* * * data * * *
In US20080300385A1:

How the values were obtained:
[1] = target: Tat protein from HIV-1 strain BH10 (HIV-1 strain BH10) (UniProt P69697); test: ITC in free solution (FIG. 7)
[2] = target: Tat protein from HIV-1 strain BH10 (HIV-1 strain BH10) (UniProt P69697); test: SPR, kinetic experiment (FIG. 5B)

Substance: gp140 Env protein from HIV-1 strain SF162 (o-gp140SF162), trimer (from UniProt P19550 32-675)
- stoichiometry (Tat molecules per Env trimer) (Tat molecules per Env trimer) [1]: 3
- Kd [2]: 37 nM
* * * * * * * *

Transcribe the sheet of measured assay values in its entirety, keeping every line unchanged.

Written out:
In US20080300385A1:

How the values were obtained:
[1] = target: Tat protein from HIV-1 strain BH10 (HIV-1 strain BH10) (UniProt P69697); test: ITC in free solution (FIG. 7)
[2] = target: Tat protein from HIV-1 strain BH10 (HIV-1 strain BH10) (UniProt P69697); test: SPR, kinetic experiment (FIG. 5B)

Substance: gp140 Env protein from HIV-1 strain SF162 (o-gp140SF162), trimer (from UniProt P19550 32-675)
- stoichiometry (Tat molecules per Env trimer) (Tat molecules per Env trimer) [1]: 3
- Kd [2]: 37 nM